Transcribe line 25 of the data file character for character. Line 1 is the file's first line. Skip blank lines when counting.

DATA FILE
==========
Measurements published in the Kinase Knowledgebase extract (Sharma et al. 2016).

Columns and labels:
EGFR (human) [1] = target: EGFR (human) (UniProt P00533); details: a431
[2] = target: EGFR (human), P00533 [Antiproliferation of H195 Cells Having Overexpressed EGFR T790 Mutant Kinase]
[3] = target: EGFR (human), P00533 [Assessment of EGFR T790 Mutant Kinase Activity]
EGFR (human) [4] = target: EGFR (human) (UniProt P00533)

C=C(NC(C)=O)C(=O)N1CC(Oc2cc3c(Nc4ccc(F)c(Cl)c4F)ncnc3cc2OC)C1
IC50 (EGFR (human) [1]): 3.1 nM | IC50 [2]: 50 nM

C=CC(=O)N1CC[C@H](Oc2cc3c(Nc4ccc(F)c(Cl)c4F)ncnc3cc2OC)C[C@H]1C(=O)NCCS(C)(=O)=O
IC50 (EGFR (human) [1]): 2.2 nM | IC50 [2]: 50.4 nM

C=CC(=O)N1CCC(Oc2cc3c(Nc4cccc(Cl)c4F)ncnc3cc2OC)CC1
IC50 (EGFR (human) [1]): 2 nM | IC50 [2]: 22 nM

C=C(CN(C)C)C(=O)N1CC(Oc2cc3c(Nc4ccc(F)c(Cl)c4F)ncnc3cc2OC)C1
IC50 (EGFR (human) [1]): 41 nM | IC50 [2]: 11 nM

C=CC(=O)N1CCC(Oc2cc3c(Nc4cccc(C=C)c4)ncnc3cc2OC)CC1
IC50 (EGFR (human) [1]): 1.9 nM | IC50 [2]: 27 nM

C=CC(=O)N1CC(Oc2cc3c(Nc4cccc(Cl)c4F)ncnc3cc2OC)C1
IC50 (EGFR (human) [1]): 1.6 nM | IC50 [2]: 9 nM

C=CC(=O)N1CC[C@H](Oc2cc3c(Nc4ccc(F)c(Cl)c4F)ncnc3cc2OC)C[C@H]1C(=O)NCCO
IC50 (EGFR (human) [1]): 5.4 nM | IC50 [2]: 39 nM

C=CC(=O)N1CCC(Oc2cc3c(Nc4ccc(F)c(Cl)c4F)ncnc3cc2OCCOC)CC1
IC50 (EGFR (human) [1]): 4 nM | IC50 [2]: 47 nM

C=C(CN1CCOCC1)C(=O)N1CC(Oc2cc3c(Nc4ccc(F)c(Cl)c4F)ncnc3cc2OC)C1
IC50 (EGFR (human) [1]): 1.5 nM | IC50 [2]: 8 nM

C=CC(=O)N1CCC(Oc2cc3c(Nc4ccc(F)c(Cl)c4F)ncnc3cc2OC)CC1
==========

C=CC(=O)N1CCC(Oc2cc3c(Nc4ccc(F)c(Cl)c4F)ncnc3cc2OC)CC1